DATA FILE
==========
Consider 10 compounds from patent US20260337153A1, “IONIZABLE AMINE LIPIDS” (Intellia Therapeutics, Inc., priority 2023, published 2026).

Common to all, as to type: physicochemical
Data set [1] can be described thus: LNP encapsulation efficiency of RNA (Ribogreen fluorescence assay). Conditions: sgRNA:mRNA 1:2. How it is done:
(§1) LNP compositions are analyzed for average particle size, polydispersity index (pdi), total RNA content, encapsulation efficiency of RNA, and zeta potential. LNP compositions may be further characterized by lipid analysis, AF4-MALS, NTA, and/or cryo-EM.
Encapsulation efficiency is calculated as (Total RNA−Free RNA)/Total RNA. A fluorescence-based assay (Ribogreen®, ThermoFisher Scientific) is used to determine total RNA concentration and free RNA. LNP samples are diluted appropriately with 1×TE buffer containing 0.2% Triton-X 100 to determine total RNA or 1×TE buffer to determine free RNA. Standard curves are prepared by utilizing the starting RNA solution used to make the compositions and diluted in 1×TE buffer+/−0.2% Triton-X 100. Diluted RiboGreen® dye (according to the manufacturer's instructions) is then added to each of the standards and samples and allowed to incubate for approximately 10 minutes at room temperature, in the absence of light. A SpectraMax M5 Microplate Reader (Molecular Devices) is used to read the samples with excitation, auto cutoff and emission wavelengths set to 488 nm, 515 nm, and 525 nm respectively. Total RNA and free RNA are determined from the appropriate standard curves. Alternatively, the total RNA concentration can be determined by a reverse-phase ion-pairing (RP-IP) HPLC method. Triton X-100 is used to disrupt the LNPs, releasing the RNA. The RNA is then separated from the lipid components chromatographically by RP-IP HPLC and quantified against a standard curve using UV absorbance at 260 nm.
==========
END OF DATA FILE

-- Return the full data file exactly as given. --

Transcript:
Consider 10 compounds from patent US20260337153A1, “IONIZABLE AMINE LIPIDS” (Intellia Therapeutics, Inc., priority 2023, published 2026).

Common to all, as to type: physicochemical
Data set [1] can be described thus: LNP encapsulation efficiency of RNA (Ribogreen fluorescence assay). Conditions: sgRNA:mRNA 1:2. How it is done:
(§1) LNP compositions are analyzed for average particle size, polydispersity index (pdi), total RNA content, encapsulation efficiency of RNA, and zeta potential. LNP compositions may be further characterized by lipid analysis, AF4-MALS, NTA, and/or cryo-EM.
Encapsulation efficiency is calculated as (Total RNA−Free RNA)/Total RNA. A fluorescence-based assay (Ribogreen®, ThermoFisher Scientific) is used to determine total RNA concentration and free RNA. LNP samples are diluted appropriately with 1×TE buffer containing 0.2% Triton-X 100 to determine total RNA or 1×TE buffer to determine free RNA. Standard curves are prepared by utilizing the starting RNA solution used to make the compositions and diluted in 1×TE buffer+/−0.2% Triton-X 100. Diluted RiboGreen® dye (according to the manufacturer's instructions) is then added to each of the standards and samples and allowed to incubate for approximately 10 minutes at room temperature, in the absence of light. A SpectraMax M5 Microplate Reader (Molecular Devices) is used to read the samples with excitation, auto cutoff and emission wavelengths set to 488 nm, 515 nm, and 525 nm respectively. Total RNA and free RNA are determined from the appropriate standard curves. Alternatively, the total RNA concentration can be determined by a reverse-phase ion-pairing (RP-IP) HPLC method. Triton X-100 is used to disrupt the LNPs, releasing the RNA. The RNA is then separated from the lipid components chromatographically by RP-IP HPLC and quantified against a standard curve using UV absorbance at 260 nm.